NEW YORK – A life-threatening situation is unfolding in the New York City tri-state area Friday as heavy rains from the remnants of Tropical Storm Ophelia lash the already heavily saturated region, with "numerous" instances of flash flooding expected across the area.
The entire New York City area was under Flash Flood Warnings on Friday morning as the Big Apple was drenched by several inches of relentless rain, flooding subway stations in Brooklyn and causing massive system-wide disruptions.
"There are major disruptions to subway service, especially in Brooklyn," Metropolitan Transportation Authority said.
Meanwhile, hundreds of miles of coastline from New England to the Southeast are on alert as tidal flooding impacts coastal communities from to combined effects of remnants of Tropical Storm Ophelia and king tides from the final Supermoon of 2023.
Flood Warnings posted for New York City
The remnants of Ophelia, combined with an approaching upper-level disturbance, is bringing heavy rains and triggering a flash flooding threat for millions in the Northeast and New England into the weekend.
The highest threat of flash flooding is focused across most of central and northern New Jersey, the New York City tri-state area, New York’s Hudson Valley and southern Connecticut.
A water rescue was reported in Port-au-peck located within Oceanport in Monmouth County, New Jersey, after a vehicle was submerged in water, according to storm reports.
Flash Flood Warnings are in effect for the New York City area until at least 11:30 a.m. ET. Some areas have already received over 3-5 inches of rain, and the rate of rainfall is expected to continue at up to 2 inches per hour.
"You think about this, and we’ve basically got a couple of different players here coming together," FOX Weather meteorologist Amy Freeze said. "The ghost of Ophelia and the Supermoon join for a complex situation, a one-two punch of saltwater flooding and now the potential for freshwater flooding. And New Jersey appears to be the bulls-eye. But, you can’t discount the five boroughs of New York City, Long Island and even coastal Connecticut."
NOAA's Weather Prediction Center highlighted communities from New Jersey to New York and Connecticut as being under a very likely risk for seeing flooding - a level 3 on their 4-point scale of flash flood risk. The zone includes New York City and more than 20 million residents.
The National Weather Service issued Flood Watches that extend from the New York City tri-state area, including New York’s Hudson Valley, Long Island, most of New Jersey and western Connecticut.
The NWS said excessive rainfall could result in the flooding of rivers and streams across the region, and other low-lying, flood-prone areas are also at risk of becoming inundated by floodwaters.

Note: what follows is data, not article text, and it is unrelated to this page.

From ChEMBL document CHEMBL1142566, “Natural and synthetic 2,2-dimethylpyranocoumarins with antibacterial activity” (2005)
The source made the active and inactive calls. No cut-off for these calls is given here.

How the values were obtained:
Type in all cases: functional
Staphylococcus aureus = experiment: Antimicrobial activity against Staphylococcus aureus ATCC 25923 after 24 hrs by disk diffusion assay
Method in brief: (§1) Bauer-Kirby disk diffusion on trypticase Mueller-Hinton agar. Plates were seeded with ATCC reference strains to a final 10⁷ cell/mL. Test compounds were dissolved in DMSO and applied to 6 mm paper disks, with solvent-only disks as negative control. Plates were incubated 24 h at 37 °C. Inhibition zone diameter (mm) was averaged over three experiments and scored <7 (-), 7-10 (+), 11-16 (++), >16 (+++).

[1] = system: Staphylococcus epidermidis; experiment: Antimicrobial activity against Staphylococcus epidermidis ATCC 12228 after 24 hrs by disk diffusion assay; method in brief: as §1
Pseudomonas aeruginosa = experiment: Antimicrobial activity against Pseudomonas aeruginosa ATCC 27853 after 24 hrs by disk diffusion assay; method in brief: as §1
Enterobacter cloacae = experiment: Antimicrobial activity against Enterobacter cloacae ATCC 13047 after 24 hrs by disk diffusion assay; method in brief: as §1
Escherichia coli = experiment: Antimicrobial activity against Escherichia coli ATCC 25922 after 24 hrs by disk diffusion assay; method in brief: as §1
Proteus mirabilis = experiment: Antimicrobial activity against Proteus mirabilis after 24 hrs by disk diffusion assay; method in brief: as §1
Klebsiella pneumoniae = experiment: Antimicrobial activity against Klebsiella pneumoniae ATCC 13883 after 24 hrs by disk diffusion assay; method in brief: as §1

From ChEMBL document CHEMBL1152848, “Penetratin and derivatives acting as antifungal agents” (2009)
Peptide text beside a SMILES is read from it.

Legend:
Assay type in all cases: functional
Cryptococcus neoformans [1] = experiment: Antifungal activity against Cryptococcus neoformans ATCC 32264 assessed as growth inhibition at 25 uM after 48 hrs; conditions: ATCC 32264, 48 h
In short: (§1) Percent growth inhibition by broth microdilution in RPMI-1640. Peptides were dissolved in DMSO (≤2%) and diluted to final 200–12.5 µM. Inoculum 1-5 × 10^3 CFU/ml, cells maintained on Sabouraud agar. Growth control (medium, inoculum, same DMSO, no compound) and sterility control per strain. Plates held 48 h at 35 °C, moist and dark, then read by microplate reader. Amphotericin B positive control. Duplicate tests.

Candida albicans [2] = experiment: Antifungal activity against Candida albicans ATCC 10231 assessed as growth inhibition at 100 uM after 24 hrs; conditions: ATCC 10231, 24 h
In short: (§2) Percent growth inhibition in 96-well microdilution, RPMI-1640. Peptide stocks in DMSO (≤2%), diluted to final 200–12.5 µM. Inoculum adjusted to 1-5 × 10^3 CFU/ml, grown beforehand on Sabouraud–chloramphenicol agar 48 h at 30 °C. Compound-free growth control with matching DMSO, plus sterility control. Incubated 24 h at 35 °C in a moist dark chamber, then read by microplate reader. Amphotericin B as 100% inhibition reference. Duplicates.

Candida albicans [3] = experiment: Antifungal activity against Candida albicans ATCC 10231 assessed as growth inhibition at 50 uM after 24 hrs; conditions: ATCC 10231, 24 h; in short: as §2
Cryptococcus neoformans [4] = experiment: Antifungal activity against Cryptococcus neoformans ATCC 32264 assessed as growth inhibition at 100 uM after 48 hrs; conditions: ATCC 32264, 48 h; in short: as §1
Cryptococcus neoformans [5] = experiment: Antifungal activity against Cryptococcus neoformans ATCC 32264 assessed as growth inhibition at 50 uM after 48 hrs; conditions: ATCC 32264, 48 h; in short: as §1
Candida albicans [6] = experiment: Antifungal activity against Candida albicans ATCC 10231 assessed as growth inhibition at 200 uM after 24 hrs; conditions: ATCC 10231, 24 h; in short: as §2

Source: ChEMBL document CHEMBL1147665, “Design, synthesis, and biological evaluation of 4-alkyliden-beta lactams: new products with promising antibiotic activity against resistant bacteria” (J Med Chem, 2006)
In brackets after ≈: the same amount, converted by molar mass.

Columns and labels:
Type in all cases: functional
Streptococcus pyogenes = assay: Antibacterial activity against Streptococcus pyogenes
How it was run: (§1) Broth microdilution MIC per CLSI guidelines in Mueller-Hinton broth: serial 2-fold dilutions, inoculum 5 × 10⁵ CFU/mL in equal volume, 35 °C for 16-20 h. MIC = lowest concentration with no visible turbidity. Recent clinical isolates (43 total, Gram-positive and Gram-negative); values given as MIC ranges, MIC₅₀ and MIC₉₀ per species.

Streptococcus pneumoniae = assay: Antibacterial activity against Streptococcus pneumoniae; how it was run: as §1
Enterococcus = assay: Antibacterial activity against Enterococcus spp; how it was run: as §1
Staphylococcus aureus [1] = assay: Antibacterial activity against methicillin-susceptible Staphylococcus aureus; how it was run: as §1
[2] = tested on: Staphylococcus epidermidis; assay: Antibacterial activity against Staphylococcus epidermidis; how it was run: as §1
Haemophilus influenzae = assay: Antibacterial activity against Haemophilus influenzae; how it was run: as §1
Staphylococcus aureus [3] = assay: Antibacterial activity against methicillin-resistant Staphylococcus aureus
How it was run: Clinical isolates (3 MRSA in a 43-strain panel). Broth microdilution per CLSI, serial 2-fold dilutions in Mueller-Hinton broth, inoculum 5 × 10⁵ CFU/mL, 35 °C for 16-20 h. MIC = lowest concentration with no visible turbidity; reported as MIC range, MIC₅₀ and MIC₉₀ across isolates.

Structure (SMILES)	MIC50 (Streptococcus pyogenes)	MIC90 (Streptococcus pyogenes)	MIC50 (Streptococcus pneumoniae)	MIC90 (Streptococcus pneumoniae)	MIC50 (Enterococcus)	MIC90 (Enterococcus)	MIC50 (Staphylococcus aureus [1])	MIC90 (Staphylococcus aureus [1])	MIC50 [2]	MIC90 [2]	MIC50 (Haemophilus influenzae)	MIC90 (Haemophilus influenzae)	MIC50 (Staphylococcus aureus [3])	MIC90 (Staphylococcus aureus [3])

"The tough thing is the amount of rain that we’re expecting," FOX Weather meteorologist Britta Merwin said. "That part of the forecast continues to increase."
The FOX Forecast Center says there’s now a good chance of 3 to 5 inches of rain with isolated totals of 6-8 inches falling across very populated areas in the Northeast, including New York City, Long Island, southern Connecticut and New Jersey.
Some of the areas that significant flooding in July around West Point and the lower Hudson Valley are also in the bull's-eye for where some the heaviest rain could fall during the next 48 hours.
Millions of people living in the area should make preparations in case Flood Warnings or Flash Flood Emergencies, the most extreme of flood warnings issued by the National Weather Service, are issued.
Be sure to download the free FOX Weather app and enable notification to be sent an alert if warnings are issued in your area.
Coastal concerns linger up from Northeast to Southeast
Meanwhile, the FOX Forecast Center says that the onshore flow of winds, in addition to the upcoming Supermoon, is increasing the coastal flood threat in that region.
"On top of what’s falling from the sky, there are coastal concerns," Merwin said. "That’s from water being pushed in by strong winds."
Winds could gust between 40 and 50 mph along the coast, including Atlantic City on the Jersey Shore, and between 20 and 30 mph in New York City, Long Island and coastal areas of New England.
Those wind speeds could lead to power outages due to some trees being brought down.
"So, this is going to feel like a nor’easter in full effect, that’s for sure," Merwin said.
Coastal flood alerts are in effect along the East Coast from the Northeast to the mid-Atlantic because strong winds will push water onshore. Add to that the final Supermoon of 2023, which will cause higher-than-average high tides, resulting in coastal communities up and down the East Coast experiencing moderate to major flooding.
The Chesapeake Bay is also at risk of flooding as tides run higher than usual and strong winds push large amounts of water farther inland.
Florida, Southeast coast at risk of coastal flooding due to king tides
"A (Coastal Flood) Advisory is for nuisance flooding during high tide. You might have a couple inches of water show up, you can drive through it, but you need to be vigilant," Merwin said. "A Coastal Flood Warning means you could possibly have 1-2 feet of above normally dry ground. That’s talking about the difference between ‘this is annoying, and I’m trying to get to work’ and ‘Holy cow! I have water that’s surrounding my car, and now I’m stuck.’"
The National Weather Service in Jacksonville is warning residents and visitors that roads may be closed in the region because of the flooding potential, and floodwaters may inundate low-lying buildings, including homes, businesses and critical infrastructure.
Beach erosion is another concern as relentless waves continue to pound against the shoreline.
A stalled-out cold front is also bringing relentless rain and thunderstorms to the Sunshine State, which is also raising flood concerns due to the high rain totals.